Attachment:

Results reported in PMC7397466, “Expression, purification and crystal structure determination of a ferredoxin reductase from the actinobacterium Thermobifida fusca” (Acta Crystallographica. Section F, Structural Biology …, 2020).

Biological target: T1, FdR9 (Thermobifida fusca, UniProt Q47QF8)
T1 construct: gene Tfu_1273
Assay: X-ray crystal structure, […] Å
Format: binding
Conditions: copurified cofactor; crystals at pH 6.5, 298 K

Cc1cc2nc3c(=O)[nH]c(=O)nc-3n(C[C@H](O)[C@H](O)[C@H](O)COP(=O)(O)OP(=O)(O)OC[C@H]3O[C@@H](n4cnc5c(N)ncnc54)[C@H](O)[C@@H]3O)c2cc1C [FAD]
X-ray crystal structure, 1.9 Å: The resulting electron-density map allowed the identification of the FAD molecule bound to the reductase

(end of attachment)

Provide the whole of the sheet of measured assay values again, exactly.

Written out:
Results reported in PMC7397466, “Expression, purification and crystal structure determination of a ferredoxin reductase from the actinobacterium Thermobifida fusca” (Acta Crystallographica. Section F, Structural Biology …, 2020).

Biological target: T1, FdR9 (Thermobifida fusca, UniProt Q47QF8)
T1 construct: gene Tfu_1273
Assay: X-ray crystal structure, […] Å
Format: binding
Conditions: copurified cofactor; crystals at pH 6.5, 298 K

Cc1cc2nc3c(=O)[nH]c(=O)nc-3n(C[C@H](O)[C@H](O)[C@H](O)COP(=O)(O)OP(=O)(O)OC[C@H]3O[C@@H](n4cnc5c(N)ncnc54)[C@H](O)[C@@H]3O)c2cc1C [FAD]
X-ray crystal structure, 1.9 Å: The resulting electron-density map allowed the identification of the FAD molecule bound to the reductase